Smaller personal care homes are a popular option the West Coast, enjoying more popularity there than on the East Coast or in the South. But popularity is growing elsewhere, too.
Let’s examine this trend.
Personal care homes, also known as residential care homes or board and care homes, are residences that provide shelter, meals, supervision and assistance with activities of daily living. Typically, these services are provided for older adults or individuals with physical, behavioral health or cognitive disabilities who are unable to care for themselves but do not need nursing home or medical care.
Personal care homes often are smaller, home-like residences found in neighborhoods typically where residents already were members of the community. In many states, residential care facilities, by regulation, are not permitted to provide skilled nursing services, such as administering injections, maintaining catheters or performing colostomy care, unless a credentialed RN or LPN works there. They may provide assistance with ADLs, however, such as bathing, dressing, toileting and urinary or bowel incontinence care.
In California, 90% of senior living facilities accommodate four to six residents. (It is important to note that both residential care and assisted living facilities in the state operate under the same state regulations regarding care services; the differences, if any, are due to a particular facility’s program rather than differences in community care licensing regulations.)
Smaller residential care settings are common in California because the residential care system there was established in the early 1970s as a way to provide non-institutional, home-based services to dependent care groups such as children, older adults or those with developmental disabilities or mental disorders, under the supervision of the Department of Public Social Services. At that time, homes for the elderly were known as board and care homes, and the name still persists as a common term to describe a licensed residential care home.
Since the 1990s, however, these facilities also have been growing in popularity in Nevada and elsewhere as an alternative to large, more institutional assisted living facilities for older adults.
What is the appeal? As you know, most older adults have needs that fall beneath the level of skilled nursing services. The small personal care home, licensed for two to six people, can be a safe, comfortable and dignified option for those who need help intermittently throughout the day and night.
A feature also touted by many assisted living communities, in smaller personal care homes, older adults still have the freedom from house regulations to carry on as “normal” a life as they wish and for which they have the capacity. Residents can go shopping, welcome friends and family members for visits, take walks, dine out, etc. Personal care can be a dignified and cost-effective way to live when one no longer is able to live independently. Many families, if given the choice, will choose personal care over nursing home care for these reasons, although a loved one’s health and ADL needs will be the most important considerations.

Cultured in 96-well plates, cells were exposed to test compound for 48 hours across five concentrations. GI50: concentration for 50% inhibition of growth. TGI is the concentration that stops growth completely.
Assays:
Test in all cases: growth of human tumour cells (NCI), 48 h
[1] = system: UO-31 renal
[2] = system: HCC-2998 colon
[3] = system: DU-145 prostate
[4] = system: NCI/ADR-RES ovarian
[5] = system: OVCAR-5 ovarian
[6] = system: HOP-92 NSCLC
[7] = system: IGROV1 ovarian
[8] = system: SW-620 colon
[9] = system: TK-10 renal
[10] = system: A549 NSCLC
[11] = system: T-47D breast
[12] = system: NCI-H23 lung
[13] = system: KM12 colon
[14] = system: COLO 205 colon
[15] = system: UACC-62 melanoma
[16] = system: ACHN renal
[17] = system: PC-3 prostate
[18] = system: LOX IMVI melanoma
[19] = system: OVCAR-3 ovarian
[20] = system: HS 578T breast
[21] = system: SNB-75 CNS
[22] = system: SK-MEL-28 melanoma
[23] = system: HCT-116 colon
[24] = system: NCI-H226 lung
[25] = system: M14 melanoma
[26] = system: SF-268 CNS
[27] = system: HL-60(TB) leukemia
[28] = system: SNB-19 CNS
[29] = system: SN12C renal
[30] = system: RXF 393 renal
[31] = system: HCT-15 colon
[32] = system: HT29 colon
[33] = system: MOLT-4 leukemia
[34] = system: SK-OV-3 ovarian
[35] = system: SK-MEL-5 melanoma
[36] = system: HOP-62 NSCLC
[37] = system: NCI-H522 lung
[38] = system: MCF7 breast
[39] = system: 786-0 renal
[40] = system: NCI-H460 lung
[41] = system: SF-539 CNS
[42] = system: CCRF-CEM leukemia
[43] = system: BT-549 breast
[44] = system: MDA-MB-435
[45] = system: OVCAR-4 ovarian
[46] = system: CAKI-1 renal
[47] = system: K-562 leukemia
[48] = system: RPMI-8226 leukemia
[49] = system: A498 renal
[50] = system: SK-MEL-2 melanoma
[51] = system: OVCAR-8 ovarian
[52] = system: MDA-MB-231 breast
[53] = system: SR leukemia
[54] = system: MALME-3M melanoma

The small personal care home also can be a good option for those who have Alzheimer’s disease or another form of dementia. Why? The number of staff members is small — one or two people — enabling close supervision and support for residents. And anxiety and stress can be lower for residents because they have fewer people with whom they must interact.
One potentially negative characteristic of smaller facilities, however, is that, often, they have limited activities. For some older adults with Alzheimer’s who are active or very restless, this characteristic can be a detriment to well-being. To make up for the potential shortcoming, some personal care homes use community resources, such social day care programs, for residents. Such programs can address the need for stimulating mental and physical activity.
On average, in my experience, costs for personal care homes are about half that of residential skilled nursing care and also are less expensive than many assisted living communities. The monthly cost can range from $1,500 to $4,500, depending on the level of care needed, the quality of the home, the location and whether the room is single or shared.
These data from the Centers for Disease Control and Prevention’s National Center for Health Statistics describe the characteristics of smaller residential care settings (see the links at the end of the article, too).
Leslie Spirer is president of the Adult Day Care & Assisted Living Group Consultants, a 14-year-old company based in Skippack, PA, that helps with the start-up and operation of adult day care centers and assisted living facilities through consulting services and manuals. She has an undergraduate degree in health education from Temple University, a master’s degree in technology in education from the Rosemont College and a certificate in home modification from the USC Leonard Davis School of Gerontology.
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